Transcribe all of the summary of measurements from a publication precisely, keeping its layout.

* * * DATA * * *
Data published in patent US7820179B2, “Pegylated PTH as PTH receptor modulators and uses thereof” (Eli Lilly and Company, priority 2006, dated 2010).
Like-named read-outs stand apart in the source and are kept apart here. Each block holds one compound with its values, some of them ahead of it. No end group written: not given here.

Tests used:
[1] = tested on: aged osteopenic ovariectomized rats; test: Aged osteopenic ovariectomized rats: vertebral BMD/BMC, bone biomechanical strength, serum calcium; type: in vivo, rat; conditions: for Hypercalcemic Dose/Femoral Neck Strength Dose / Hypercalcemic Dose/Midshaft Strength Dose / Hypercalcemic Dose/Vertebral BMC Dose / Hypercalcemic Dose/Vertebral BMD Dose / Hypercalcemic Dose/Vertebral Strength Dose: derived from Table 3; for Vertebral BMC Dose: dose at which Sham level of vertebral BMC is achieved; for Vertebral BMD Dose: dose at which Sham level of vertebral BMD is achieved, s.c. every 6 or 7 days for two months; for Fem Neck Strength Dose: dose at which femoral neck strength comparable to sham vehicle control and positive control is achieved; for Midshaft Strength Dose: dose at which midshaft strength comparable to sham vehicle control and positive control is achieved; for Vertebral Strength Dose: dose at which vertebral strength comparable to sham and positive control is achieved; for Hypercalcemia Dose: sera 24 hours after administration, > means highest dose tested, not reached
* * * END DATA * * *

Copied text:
Data published in patent US7820179B2, “Pegylated PTH as PTH receptor modulators and uses thereof” (Eli Lilly and Company, priority 2006, dated 2010).
Like-named read-outs stand apart in the source and are kept apart here. Each block holds one compound with its values, some of them ahead of it. No end group written: not given here.

Tests used:
[1] = tested on: aged osteopenic ovariectomized rats; test: Aged osteopenic ovariectomized rats: vertebral BMD/BMC, bone biomechanical strength, serum calcium; type: in vivo, rat; conditions: for Hypercalcemic Dose/Femoral Neck Strength Dose / Hypercalcemic Dose/Midshaft Strength Dose / Hypercalcemic Dose/Vertebral BMC Dose / Hypercalcemic Dose/Vertebral BMD Dose / Hypercalcemic Dose/Vertebral Strength Dose: derived from Table 3; for Vertebral BMC Dose: dose at which Sham level of vertebral BMC is achieved; for Vertebral BMD Dose: dose at which Sham level of vertebral BMD is achieved, s.c. every 6 or 7 days for two months; for Fem Neck Strength Dose: dose at which femoral neck strength comparable to sham vehicle control and positive control is achieved; for Midshaft Strength Dose: dose at which midshaft strength comparable to sham vehicle control and positive control is achieved; for Vertebral Strength Dose: dose at which vertebral strength comparable to sham and positive control is achieved; for Hypercalcemia Dose: sera 24 hours after administration, > means highest dose tested, not reached